Sermon Study - Acts 2:22-36
“Pentecost: This Jesus is Both Lord and Christ” from Acts 2:22-36. You can listen to the sermon here.
Verses 22-36 are the body of Peter’s Pentecost sermon. Everything in this passage builds to verse 36, where Peter offers his striking conclusion: “Let all the house of Israel therefore know for certain that God has made him both Lord and Christ, this Jesus whom you crucified.” This statement would have been utterly shocking to the crowd. In fact, I would argue that for a crowd of first century Jews, this is the most shocking statement they could have heard. To think that this fisherman from Galilee now tells them the man they crucified is in fact their Lord and the Christ. That is a shocking, nearly unbelievable, conclusion!
And that raises a question we need to answer. How is Peter able to make such a shocking statement? If this were a court of law and verse 36 represented Peter’s verdict on Jesus of Nazareth, how does he make his case? You can’t make claims, especially shocking ones, without evidence. So, what does Peter say to support his claim that this Jesus is both Lord and Christ?
Peter makes four points in verses 22-35 that make his conclusion essentially unavoidable. His points are:
- Jesus’ ministry demonstrated him to be more than a mere man
- Even Jesus’ death was in accords with God’s will
- Jesus’ resurrection shows him to be the Messiah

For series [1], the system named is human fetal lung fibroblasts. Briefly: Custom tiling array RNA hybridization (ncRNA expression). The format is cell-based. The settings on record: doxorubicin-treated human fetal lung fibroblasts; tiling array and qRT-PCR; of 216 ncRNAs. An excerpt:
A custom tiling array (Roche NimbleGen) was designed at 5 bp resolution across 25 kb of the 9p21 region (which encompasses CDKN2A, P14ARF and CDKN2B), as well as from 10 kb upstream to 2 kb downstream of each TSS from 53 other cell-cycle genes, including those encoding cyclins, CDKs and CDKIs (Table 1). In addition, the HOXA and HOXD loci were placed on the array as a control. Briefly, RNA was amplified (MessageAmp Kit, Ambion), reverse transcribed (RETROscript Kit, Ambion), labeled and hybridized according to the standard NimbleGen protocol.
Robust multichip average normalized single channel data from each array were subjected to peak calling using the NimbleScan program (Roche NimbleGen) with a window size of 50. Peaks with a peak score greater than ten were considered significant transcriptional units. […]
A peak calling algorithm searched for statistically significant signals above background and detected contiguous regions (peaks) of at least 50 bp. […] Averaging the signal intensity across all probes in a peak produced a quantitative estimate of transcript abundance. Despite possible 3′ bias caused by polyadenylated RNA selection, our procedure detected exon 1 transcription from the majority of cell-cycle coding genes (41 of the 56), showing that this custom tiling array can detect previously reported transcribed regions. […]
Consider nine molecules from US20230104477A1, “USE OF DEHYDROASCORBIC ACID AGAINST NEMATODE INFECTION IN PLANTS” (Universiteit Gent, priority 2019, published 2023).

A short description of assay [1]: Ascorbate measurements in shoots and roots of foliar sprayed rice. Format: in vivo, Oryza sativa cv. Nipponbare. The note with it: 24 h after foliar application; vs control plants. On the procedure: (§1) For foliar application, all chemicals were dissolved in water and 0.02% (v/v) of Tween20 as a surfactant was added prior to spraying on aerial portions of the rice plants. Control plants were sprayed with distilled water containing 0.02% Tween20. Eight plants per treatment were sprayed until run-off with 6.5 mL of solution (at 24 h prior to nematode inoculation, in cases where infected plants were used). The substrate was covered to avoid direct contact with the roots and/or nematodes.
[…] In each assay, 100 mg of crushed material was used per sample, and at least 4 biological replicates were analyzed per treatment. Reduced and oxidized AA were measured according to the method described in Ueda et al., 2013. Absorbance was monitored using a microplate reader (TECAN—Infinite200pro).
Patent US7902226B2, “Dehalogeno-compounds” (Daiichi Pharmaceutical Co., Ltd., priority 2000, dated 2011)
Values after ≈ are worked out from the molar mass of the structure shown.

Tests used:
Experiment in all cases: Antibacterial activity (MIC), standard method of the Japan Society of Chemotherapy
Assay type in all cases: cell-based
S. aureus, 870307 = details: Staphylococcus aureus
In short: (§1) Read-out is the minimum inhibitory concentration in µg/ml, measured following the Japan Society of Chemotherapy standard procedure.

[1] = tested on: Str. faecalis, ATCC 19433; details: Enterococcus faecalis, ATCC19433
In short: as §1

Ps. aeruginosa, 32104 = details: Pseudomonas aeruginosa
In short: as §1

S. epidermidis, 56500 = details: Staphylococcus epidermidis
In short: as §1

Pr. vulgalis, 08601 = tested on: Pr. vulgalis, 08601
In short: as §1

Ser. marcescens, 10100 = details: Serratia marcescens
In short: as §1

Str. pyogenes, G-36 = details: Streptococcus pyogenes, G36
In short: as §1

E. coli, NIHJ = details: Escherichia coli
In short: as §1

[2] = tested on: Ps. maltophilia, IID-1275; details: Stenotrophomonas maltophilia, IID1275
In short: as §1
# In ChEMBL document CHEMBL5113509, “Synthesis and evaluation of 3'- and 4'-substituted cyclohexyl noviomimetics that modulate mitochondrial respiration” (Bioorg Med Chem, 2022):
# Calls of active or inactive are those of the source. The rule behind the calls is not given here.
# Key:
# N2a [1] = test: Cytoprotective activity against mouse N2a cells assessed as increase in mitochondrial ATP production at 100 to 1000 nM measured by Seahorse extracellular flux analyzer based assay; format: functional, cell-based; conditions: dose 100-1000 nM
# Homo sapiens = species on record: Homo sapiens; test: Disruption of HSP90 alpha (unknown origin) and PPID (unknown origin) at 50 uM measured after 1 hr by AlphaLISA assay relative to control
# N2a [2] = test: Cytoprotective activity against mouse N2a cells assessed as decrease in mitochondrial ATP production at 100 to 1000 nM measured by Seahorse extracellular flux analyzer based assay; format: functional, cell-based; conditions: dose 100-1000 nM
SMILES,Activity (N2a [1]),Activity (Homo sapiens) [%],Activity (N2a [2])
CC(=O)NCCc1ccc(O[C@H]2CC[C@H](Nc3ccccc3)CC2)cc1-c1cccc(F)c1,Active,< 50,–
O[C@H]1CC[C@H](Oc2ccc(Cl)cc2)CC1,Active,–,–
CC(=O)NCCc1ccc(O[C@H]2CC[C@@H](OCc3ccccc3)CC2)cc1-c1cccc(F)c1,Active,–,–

- Jesus’ exaltation shows him to be the Lord
Study Question #1
Peter quotes two psalms in his sermon – Psalm 16 and Psalm 110. He does so in order to demonstrate that the Old Testament foresaw certain truths about the Messiah, and Jesus of Nazareth fulfilled those truths. Therefore, Peter concludes, Jesus is the Christ. Read through Psalm 16 and Psalm 110. In what ways do these passages find their fulfillment in Jesus Christ?
Study Question #2
In verse 23, Peter says Jesus was delivered up “according to the definite plan and foreknowledge of God.” His point is that from eternity past, God the Father intended for God the Son to take on human flesh and die as the substitute for his people. Read the following passages, and note how these texts also point to God’s eternal plan for the Christ to endure the cross.
- Luke 24:13-27
- Ephesians 1:3-10
- 1 Peter 1:10-12
- 1 Peter 1:17-21
Personal Reflection Questions
Peter’s conclusion is that Jesus is both Lord and Christ. That is, Jesus possesses divine authority, equal with the Father, and he exercises that authority from his heavenly throne. And Jesus is the Christ, the promised Redeemer of God’s people who has come to make atonement for our sins. In light of these truths, reflect on the following questions:
- In what areas of life do you struggle to believe that Jesus is Lord? Are there areas of life where you consistently worry or struggle to believe that Christ will provide what you need? Are there situations or circumstances where you have a hard time believing that Christ is currently reigning? Take time to pray about those areas, asking the Lord to help you believe the testimony of Scripture that Jesus is Lord. Pray for the Spirit to strengthen your faith in Christ’s lordship, even over the areas where you struggle to see his lordship.
- In what areas of life do you struggle to believe that Jesus is the Christ, the Redeemer of God’s people? Are there sins that you keep hidden in the dark, thinking that Christ cannot deal with them? Are you consistently confronted with guilt over past or current sin? Take time to pray about those areas, asking the Lord to help you believe that he is the Christ, and that he is able and ready to forgive you of all your sin. Pray for the Spirit to strengthen your faith in Jesus as our Redeemer, even over those areas where you struggle to see believe his power to redeem.